The lunatic runs the asylum here – Lockwood is 18, lives in his dead parents’ house, and runs his own agency, the only one without any adult supervision. They continue to work despite being despised by other agencies, and interfered with by DEPRAC (Department of Psychological Research and Control), a subsidiary of Scotland Yard.
Lucy joins these two misfits, who are far more arrogant than they have any apparent reason, and the three attempt to make a name for themselves. Unfortunately, at the end of the day, they’re just kids, so mistakes are made, feelings are hurt, buildings are burned, jobs are ruined, and so on.
How old is Lockwood’s target audience?
Likewise, at the end of the same day, Lockwood & Co. It seems to be for children. This isn’t a bad thing, as there needs to be exciting, imaginative, anti-authoritarian programming like this for young adults to enjoy, and if viewers are the “young adults at heart” type who watch Spongebob Squarepants And you still talk about it Harry Potter or transformers In their 30s and 40s, they are likely to enjoy it, too.
Lockwood & Co. Seems to strike a middle ground between a super fun kids show Gravity Falls and a classic sci-fi horror drama The X-Files; It’s a PG-13 horror thriller. Again, there’s absolutely nothing wrong with that, and it allows some of the series’ glitches, annoyances, and vulnerabilities to make sense.
For adults, Lucy is the only likable character here, with others varying degrees of obnoxiousness. Children, though, will likely find George’s antisocial bitterness hilarious, and think Lockwood’s volatility and smugness quite fascinating. Adults are likely to identify with much of the main storylines and tones of dialogue; For children, this may allow easier access to the show’s world and characters.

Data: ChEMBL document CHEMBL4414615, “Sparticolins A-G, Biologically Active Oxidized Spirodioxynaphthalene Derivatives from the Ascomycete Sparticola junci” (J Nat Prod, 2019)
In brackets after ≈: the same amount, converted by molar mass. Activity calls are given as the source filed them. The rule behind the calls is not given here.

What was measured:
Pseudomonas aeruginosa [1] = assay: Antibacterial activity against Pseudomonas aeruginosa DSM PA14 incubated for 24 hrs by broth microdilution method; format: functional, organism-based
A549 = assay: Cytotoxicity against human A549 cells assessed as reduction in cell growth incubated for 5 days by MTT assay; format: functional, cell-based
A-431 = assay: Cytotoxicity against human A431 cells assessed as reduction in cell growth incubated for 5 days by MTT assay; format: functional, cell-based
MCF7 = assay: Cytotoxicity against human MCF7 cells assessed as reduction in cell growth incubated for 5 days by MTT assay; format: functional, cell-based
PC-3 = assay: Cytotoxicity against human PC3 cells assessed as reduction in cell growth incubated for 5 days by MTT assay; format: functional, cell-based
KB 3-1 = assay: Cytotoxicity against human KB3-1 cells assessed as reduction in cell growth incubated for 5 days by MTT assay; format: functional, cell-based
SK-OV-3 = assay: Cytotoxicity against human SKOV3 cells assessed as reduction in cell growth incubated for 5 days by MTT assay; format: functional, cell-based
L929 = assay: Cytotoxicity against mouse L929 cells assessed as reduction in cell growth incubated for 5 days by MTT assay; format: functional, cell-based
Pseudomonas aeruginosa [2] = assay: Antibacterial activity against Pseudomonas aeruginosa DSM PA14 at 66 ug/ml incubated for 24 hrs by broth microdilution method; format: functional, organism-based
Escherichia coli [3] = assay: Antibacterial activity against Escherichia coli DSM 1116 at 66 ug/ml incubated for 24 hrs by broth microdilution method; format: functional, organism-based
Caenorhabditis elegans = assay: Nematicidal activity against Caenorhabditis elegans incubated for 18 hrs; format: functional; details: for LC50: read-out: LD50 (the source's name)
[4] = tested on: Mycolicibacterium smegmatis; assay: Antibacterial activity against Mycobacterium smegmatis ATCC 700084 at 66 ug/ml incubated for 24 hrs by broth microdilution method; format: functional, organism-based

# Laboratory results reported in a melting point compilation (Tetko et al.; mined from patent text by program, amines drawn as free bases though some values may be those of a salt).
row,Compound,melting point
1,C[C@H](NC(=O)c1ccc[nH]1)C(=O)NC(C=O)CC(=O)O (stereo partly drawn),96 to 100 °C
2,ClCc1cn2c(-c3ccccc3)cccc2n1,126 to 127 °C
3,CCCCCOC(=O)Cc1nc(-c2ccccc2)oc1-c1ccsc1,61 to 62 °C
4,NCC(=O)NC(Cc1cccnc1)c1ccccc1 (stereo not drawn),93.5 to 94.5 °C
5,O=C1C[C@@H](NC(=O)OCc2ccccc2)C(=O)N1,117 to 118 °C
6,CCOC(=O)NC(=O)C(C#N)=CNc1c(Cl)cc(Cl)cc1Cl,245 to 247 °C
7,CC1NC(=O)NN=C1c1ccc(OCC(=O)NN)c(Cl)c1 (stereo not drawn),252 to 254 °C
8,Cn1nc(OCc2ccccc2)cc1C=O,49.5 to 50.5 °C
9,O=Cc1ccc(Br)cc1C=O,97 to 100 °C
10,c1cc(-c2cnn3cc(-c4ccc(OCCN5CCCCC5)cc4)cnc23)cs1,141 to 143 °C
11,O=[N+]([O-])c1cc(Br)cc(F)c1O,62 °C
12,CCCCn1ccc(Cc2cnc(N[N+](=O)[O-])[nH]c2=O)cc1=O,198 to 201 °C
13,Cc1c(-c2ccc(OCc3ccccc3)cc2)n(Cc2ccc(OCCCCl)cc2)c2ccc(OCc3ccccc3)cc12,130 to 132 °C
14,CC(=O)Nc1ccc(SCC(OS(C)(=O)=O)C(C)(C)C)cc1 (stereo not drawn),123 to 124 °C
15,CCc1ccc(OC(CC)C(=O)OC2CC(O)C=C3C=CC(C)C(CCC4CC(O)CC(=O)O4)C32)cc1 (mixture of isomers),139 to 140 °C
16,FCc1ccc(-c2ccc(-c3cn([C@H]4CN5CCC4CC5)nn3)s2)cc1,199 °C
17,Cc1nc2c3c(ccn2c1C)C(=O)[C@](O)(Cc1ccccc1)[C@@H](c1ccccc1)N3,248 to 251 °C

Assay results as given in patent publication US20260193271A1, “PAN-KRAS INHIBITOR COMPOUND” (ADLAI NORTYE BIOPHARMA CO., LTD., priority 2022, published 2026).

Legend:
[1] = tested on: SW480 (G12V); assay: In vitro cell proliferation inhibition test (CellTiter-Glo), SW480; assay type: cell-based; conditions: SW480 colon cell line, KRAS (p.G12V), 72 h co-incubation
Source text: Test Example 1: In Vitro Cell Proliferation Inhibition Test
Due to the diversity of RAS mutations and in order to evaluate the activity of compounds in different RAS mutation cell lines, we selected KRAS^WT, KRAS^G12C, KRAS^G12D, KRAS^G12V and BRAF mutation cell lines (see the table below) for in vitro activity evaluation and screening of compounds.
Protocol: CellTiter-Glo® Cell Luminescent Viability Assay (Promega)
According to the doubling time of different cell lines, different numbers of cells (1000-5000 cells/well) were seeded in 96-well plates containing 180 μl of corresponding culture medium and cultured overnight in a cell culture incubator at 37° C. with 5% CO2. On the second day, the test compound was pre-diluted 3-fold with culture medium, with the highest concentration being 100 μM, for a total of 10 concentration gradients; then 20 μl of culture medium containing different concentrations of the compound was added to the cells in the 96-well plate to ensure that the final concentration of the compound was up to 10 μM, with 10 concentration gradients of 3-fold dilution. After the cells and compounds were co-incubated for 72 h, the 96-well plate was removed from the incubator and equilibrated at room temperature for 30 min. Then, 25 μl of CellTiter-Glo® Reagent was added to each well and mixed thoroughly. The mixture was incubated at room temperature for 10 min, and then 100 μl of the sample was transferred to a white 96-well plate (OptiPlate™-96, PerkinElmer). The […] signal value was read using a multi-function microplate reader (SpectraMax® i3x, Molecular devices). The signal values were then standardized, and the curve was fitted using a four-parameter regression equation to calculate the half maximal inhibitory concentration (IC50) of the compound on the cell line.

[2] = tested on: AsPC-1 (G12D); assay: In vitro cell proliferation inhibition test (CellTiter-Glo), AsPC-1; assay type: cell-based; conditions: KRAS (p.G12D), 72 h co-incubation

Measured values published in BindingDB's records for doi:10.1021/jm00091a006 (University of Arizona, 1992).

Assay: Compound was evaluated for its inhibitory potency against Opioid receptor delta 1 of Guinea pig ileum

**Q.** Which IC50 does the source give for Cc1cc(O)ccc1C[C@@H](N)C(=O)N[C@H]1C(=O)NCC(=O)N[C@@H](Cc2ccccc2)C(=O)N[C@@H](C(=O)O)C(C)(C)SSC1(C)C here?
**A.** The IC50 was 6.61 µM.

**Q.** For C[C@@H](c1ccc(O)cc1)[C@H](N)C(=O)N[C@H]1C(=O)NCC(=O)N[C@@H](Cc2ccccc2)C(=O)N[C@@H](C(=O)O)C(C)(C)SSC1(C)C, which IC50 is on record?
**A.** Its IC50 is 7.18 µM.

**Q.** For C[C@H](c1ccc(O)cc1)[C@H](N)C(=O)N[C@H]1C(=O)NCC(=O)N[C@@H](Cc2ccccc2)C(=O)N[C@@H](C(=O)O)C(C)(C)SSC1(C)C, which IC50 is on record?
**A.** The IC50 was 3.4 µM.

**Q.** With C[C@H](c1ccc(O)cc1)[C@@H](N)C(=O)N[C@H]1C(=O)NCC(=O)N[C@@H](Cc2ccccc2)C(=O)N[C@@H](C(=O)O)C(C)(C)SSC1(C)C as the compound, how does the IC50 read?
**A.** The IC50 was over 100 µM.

Lockwood & Associates is an audiovisual treatment
The center of this Venn diagram, something both kids and adults will likely agree on, is just that Lockwood & Co. It looks great. The series contrasts the dusty, monochromatic melancholy of an almost Dickensian London with the elaborate Baroque appliances, homes, and artifacts of a world obsessed with ghosts. In fact, if H.G. Wells and Charles Dickens had collaborated, it might have produced something close to it Lockwood & Co.
The makeup, costume, editing, and large visual effects departments all work well together, and although the series features some different writers and directors, it’s visually cohesive. This is mostly due to director Joe Cornish (Attack the forbiddenAnd Show Adam and Joe), who ran most of the show; He wrote and directed the first episode, setting the pace for everything to come. Many of his projects have involved children fighting threats that adults can’t handle, and his themes are appropriate Lockwood & Co. Like a glove.
The Corniche has great taste and is eclectic in music, the soundtrack and sound department are great here. Drawing on post-punk cuts for the first half of the show (Bauhaus, The Cure, Siouxie and the Banshees, This Mortal Coil), the soundtrack has evolved to include some soulfully resonant pop. The result sounds like a continuous deconstruction of a Bauhaus song Death of Bela Lugosiand the sound design uses its own extended scratches and sounds to create a truly supernatural auditory palette.
It’s hard to say who is anything anymore. Everything everywhere at once May win Best Picture and a sequel to Best It was the second-highest-grossing film of 2022. Adult Love Weird things, a show about kids becoming teenagers and fighting monsters. It’s a strange world, and it’s hard to tell who’s young and who’s an adult. Maybe to display like Lockwood & Co.which looks cool and has some really interesting world-building stuff, it doesn’t matter.
Lockwood & Co. is a full fantasy production and its eight hour episodes will be available to stream on Netflix starting January 27th.